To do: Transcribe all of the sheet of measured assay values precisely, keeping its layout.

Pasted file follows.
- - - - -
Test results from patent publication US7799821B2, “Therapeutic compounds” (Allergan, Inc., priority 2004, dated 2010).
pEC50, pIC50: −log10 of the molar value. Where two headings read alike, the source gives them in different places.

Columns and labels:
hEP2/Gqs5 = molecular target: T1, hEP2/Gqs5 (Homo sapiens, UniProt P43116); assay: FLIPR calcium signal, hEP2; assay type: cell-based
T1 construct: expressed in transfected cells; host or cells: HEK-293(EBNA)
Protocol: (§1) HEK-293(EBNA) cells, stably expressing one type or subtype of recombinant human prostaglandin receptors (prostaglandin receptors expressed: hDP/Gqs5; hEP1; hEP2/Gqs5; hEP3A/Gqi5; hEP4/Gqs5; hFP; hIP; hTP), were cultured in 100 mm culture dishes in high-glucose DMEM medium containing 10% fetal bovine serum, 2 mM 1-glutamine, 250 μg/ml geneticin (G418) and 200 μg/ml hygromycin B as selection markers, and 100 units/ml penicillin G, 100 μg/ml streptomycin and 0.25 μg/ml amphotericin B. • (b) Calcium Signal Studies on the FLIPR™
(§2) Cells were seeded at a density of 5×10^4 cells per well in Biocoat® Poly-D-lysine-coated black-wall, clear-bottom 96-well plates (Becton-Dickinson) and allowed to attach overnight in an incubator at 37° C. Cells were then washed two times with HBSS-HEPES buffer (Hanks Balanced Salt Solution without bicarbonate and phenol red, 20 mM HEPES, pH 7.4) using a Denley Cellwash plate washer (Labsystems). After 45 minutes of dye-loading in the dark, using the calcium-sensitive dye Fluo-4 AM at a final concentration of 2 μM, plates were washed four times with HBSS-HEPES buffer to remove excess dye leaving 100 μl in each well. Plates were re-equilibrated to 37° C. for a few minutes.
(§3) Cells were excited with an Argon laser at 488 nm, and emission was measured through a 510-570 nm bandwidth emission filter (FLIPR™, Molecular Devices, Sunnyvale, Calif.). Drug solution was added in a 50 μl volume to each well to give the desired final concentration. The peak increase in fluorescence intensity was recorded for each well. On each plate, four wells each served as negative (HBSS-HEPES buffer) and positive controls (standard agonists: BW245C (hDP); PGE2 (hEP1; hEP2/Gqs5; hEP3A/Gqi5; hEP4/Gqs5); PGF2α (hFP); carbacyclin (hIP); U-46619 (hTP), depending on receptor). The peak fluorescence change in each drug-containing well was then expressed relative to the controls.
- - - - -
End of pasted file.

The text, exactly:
Test results from patent publication US7799821B2, “Therapeutic compounds” (Allergan, Inc., priority 2004, dated 2010).
pEC50, pIC50: −log10 of the molar value. Where two headings read alike, the source gives them in different places.

Columns and labels:
hEP2/Gqs5 = molecular target: T1, hEP2/Gqs5 (Homo sapiens, UniProt P43116); assay: FLIPR calcium signal, hEP2; assay type: cell-based
T1 construct: expressed in transfected cells; host or cells: HEK-293(EBNA)
Protocol: (§1) HEK-293(EBNA) cells, stably expressing one type or subtype of recombinant human prostaglandin receptors (prostaglandin receptors expressed: hDP/Gqs5; hEP1; hEP2/Gqs5; hEP3A/Gqi5; hEP4/Gqs5; hFP; hIP; hTP), were cultured in 100 mm culture dishes in high-glucose DMEM medium containing 10% fetal bovine serum, 2 mM 1-glutamine, 250 μg/ml geneticin (G418) and 200 μg/ml hygromycin B as selection markers, and 100 units/ml penicillin G, 100 μg/ml streptomycin and 0.25 μg/ml amphotericin B. • (b) Calcium Signal Studies on the FLIPR™
(§2) Cells were seeded at a density of 5×10^4 cells per well in Biocoat® Poly-D-lysine-coated black-wall, clear-bottom 96-well plates (Becton-Dickinson) and allowed to attach overnight in an incubator at 37° C. Cells were then washed two times with HBSS-HEPES buffer (Hanks Balanced Salt Solution without bicarbonate and phenol red, 20 mM HEPES, pH 7.4) using a Denley Cellwash plate washer (Labsystems). After 45 minutes of dye-loading in the dark, using the calcium-sensitive dye Fluo-4 AM at a final concentration of 2 μM, plates were washed four times with HBSS-HEPES buffer to remove excess dye leaving 100 μl in each well. Plates were re-equilibrated to 37° C. for a few minutes.
(§3) Cells were excited with an Argon laser at 488 nm, and emission was measured through a 510-570 nm bandwidth emission filter (FLIPR™, Molecular Devices, Sunnyvale, Calif.). Drug solution was added in a 50 μl volume to each well to give the desired final concentration. The peak increase in fluorescence intensity was recorded for each well. On each plate, four wells each served as negative (HBSS-HEPES buffer) and positive controls (standard agonists: BW245C (hDP); PGE2 (hEP1; hEP2/Gqs5; hEP3A/Gqi5; hEP4/Gqs5); PGF2α (hFP); carbacyclin (hIP); U-46619 (hTP), depending on receptor). The peak fluorescence change in each drug-containing well was then expressed relative to the controls.